Creating additional UI changes and activating them as new versions results in a growing version history. The active version of the application’s user interface is always shown on top of the list while the last entry is reserved for the ‘Original App’. This version history offers key users a chronological list of the various states the UI has undergone.
Version history with multiple versions
The version history can even be used to display the UI state of non-active versions. Simply select the respective version in the list and the app will automatically reload and apply the corresponding changes within the ‘UI Adaptation’ mode.
Selecting an inactive version
Key users can also select the ‘Original App’ entry from the version history to have a look at how the app looks in absence of any key user changes. Each version (including ‘Original App’) can also be reactivated. When a version is reactivated, a new version with a dedicated title will be created to keep the chronological list consistent.
Reactivated version with a new title
Once a version is activated, it cannot be changed anymore. Each version, both active and inactive, can be used as the basis for a new draft. To create changes based on an inactive version, simply select it from the version history before making the desired UI changes. As usual, these changes will be created as a new draft first, but this time based on the selected version instead of the active one. Once the draft is activated, its UI state becomes the new top entry in the version history.
Visualize UI changes
To get even more details of what has been changed on the user interface of an application, the ‘Visualization’ mode can be selected. This mode was introduced to solve common problems key users had with adapted applications. First, it is unclear to what degree an application has changed (and which parts), and second, there is no way to get details about individual changes, e.g. to find out what a text was before it was renamed. In this mode, all UI elements being affected by at least one key user adaptation are marked with a dot, called ‘Change Indicator’. When selecting such an indicator, all details about the corresponding change(s) are displayed in a popup table.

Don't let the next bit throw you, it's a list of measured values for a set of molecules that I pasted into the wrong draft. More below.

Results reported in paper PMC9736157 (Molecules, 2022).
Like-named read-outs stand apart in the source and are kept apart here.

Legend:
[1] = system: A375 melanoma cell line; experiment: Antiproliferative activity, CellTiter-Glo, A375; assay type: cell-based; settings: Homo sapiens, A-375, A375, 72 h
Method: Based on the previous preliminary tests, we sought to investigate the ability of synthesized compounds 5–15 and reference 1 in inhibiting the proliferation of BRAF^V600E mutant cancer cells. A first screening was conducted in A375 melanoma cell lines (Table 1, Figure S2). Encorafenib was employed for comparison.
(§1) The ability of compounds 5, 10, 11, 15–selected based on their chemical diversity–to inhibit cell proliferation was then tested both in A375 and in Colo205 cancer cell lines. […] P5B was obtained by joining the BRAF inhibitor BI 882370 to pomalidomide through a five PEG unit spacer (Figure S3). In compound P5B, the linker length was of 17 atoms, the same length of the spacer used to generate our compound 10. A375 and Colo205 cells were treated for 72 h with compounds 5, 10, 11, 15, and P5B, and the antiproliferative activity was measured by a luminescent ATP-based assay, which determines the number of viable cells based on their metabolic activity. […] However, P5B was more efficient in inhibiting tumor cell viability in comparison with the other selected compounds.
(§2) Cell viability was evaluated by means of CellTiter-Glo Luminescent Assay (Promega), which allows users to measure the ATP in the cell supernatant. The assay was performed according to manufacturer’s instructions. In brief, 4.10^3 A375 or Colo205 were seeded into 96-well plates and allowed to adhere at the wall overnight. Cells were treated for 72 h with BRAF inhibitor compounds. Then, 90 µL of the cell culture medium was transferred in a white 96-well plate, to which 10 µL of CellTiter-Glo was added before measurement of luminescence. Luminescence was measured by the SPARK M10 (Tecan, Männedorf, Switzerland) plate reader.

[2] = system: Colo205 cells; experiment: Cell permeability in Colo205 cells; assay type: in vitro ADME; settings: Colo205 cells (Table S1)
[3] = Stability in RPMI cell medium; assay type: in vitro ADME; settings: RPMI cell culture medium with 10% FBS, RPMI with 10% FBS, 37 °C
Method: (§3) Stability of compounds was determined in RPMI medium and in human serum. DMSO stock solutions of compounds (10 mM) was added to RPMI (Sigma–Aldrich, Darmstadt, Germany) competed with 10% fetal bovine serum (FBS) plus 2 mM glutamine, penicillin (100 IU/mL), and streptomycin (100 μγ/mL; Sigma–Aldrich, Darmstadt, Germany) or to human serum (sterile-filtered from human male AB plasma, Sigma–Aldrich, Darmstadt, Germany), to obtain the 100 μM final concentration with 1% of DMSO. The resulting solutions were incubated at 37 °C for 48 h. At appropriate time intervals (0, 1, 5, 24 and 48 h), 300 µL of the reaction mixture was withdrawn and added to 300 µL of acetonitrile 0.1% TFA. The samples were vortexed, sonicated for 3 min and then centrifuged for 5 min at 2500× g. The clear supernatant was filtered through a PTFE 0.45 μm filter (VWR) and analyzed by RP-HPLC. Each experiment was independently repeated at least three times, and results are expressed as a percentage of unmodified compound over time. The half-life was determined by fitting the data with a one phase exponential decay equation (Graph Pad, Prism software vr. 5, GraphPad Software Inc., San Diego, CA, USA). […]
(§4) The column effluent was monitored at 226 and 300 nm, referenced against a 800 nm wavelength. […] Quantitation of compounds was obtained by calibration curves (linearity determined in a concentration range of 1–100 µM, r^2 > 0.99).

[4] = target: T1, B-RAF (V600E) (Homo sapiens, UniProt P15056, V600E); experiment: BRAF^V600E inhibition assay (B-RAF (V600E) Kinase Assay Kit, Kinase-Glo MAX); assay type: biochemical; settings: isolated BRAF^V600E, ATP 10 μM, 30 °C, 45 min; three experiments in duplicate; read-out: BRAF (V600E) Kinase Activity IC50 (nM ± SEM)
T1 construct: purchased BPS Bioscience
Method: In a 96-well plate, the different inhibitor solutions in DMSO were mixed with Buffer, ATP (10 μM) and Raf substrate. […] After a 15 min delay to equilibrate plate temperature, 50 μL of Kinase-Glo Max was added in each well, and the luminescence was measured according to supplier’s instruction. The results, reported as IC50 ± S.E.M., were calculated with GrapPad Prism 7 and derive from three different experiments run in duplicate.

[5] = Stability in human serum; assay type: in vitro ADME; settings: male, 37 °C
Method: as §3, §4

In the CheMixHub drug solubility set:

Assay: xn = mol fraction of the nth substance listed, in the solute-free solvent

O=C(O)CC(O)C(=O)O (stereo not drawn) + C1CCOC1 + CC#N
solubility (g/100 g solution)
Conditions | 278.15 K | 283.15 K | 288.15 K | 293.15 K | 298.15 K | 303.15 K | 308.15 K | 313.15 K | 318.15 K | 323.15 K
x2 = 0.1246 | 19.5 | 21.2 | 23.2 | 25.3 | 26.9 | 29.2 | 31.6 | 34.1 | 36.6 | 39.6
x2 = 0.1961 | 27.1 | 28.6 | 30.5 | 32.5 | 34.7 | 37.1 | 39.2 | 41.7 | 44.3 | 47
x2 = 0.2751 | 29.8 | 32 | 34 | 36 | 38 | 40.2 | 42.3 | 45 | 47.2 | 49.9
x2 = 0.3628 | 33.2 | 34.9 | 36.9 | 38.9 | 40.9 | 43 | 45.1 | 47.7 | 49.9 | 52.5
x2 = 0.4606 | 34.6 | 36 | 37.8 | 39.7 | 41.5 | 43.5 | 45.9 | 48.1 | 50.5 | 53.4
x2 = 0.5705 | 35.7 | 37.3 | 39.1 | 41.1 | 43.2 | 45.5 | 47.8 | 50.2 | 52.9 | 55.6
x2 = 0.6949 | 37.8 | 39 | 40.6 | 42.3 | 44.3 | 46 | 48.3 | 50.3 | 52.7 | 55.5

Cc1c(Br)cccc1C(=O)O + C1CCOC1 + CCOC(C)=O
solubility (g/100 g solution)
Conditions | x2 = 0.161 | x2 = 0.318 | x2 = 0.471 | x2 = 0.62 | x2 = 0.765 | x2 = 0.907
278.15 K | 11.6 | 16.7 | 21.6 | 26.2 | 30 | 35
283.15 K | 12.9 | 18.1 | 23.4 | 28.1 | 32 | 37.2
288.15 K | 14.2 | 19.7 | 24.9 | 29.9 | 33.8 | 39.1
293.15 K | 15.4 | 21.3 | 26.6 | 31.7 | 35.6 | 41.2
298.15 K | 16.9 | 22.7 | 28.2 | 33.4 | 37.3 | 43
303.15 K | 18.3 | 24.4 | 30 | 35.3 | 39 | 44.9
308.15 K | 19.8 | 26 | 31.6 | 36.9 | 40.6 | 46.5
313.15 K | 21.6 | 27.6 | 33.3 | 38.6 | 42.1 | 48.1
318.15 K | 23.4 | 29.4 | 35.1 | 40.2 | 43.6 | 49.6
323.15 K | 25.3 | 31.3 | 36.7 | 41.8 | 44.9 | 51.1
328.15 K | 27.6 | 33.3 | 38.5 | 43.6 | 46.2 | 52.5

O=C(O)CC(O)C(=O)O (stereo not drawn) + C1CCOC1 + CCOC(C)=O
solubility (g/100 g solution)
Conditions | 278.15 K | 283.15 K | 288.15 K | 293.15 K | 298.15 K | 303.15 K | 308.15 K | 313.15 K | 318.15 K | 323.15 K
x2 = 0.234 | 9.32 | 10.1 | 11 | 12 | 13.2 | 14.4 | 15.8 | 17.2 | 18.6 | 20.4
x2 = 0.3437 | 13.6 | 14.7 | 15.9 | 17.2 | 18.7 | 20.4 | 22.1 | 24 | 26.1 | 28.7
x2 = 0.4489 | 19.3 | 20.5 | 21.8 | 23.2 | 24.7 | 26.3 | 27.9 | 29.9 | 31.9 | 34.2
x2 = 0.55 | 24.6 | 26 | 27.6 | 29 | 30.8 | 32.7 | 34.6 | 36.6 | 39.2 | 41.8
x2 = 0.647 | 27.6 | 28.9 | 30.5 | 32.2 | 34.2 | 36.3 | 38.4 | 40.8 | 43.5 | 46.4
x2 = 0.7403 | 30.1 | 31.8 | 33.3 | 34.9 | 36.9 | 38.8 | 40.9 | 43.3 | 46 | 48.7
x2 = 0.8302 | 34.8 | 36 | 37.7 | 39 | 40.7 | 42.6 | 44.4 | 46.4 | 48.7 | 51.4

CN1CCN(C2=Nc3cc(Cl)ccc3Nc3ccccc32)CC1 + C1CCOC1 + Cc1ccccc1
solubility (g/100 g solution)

Details about the removed section
Details about the added field
The information contained in the ‘changes‘ table contains different information depending on the change type - ‘rename‘ changes contain the ‘before‘ state of the rename, while ‘move‘ changes show if an element was moved from a different container. To indicate that some controls have been changed more than others, the color of the change indicator will become darker as the number of changes increases to visualize the ‘change density‘ of controls and parts of the application.
Change indicators with a different change density
Additionally, key users can use the dropdown on the right to filter the type of changes to be visualized, e.g. when searching for a change of a particular type.
Visualization dropdown to filter the type of changes
Visualization for a filtered change type
Sometimes changes cannot be visualized for several reasons – either the control to which the change belongs is not visible on the screen (for example when it is part of the List Report and the key user is currently on the Object Page, or the control belongs to a popup), or the change type is not yet supported for visualization. In this case, the dropdown will contain a hint on top to inform you that there are more changes than you can currently see visualized.
Changes not visualized
Try it out!
With version history and visualization, we offer a straightforward way for key users to manage their adaptations and with that to efficiently provide a tailored experience for their business users.